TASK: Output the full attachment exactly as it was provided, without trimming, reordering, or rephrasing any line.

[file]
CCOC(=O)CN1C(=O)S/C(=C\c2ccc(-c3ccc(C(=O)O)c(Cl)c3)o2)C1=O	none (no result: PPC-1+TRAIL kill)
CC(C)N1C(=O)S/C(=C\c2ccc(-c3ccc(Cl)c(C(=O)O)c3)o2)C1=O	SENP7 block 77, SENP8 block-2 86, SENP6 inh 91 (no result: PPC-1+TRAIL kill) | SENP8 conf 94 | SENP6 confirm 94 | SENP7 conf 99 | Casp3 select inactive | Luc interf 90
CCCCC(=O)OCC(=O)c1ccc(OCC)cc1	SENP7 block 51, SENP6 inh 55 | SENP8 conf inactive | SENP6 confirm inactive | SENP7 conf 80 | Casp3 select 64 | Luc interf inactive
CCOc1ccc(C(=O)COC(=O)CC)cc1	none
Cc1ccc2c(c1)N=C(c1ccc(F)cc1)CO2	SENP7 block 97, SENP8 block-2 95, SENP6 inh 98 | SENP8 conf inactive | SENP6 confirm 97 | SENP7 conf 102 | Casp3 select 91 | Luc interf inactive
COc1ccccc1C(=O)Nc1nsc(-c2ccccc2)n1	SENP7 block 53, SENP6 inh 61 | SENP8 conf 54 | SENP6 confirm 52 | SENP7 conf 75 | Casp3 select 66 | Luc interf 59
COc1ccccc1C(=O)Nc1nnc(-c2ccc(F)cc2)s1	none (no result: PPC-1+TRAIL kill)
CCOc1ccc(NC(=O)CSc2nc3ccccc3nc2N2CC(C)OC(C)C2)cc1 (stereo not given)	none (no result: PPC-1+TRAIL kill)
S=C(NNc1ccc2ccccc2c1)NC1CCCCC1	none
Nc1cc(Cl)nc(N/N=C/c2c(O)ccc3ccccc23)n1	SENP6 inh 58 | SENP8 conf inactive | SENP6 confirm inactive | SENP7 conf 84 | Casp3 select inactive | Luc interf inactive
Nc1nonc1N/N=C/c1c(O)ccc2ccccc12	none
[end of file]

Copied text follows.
CCOC(=O)CN1C(=O)S/C(=C\c2ccc(-c3ccc(C(=O)O)c(Cl)c3)o2)C1=O	none (no result: PPC-1+TRAIL kill)
CC(C)N1C(=O)S/C(=C\c2ccc(-c3ccc(Cl)c(C(=O)O)c3)o2)C1=O	SENP7 block 77, SENP8 block-2 86, SENP6 inh 91 (no result: PPC-1+TRAIL kill) | SENP8 conf 94 | SENP6 confirm 94 | SENP7 conf 99 | Casp3 select inactive | Luc interf 90
CCCCC(=O)OCC(=O)c1ccc(OCC)cc1	SENP7 block 51, SENP6 inh 55 | SENP8 conf inactive | SENP6 confirm inactive | SENP7 conf 80 | Casp3 select 64 | Luc interf inactive
CCOc1ccc(C(=O)COC(=O)CC)cc1	none
Cc1ccc2c(c1)N=C(c1ccc(F)cc1)CO2	SENP7 block 97, SENP8 block-2 95, SENP6 inh 98 | SENP8 conf inactive | SENP6 confirm 97 | SENP7 conf 102 | Casp3 select 91 | Luc interf inactive
COc1ccccc1C(=O)Nc1nsc(-c2ccccc2)n1	SENP7 block 53, SENP6 inh 61 | SENP8 conf 54 | SENP6 confirm 52 | SENP7 conf 75 | Casp3 select 66 | Luc interf 59
COc1ccccc1C(=O)Nc1nnc(-c2ccc(F)cc2)s1	none (no result: PPC-1+TRAIL kill)
CCOc1ccc(NC(=O)CSc2nc3ccccc3nc2N2CC(C)OC(C)C2)cc1 (stereo not given)	none (no result: PPC-1+TRAIL kill)
S=C(NNc1ccc2ccccc2c1)NC1CCCCC1	none
Nc1cc(Cl)nc(N/N=C/c2c(O)ccc3ccccc23)n1	SENP6 inh 58 | SENP8 conf inactive | SENP6 confirm inactive | SENP7 conf 84 | Casp3 select inactive | Luc interf inactive
Nc1nonc1N/N=C/c1c(O)ccc2ccccc12	none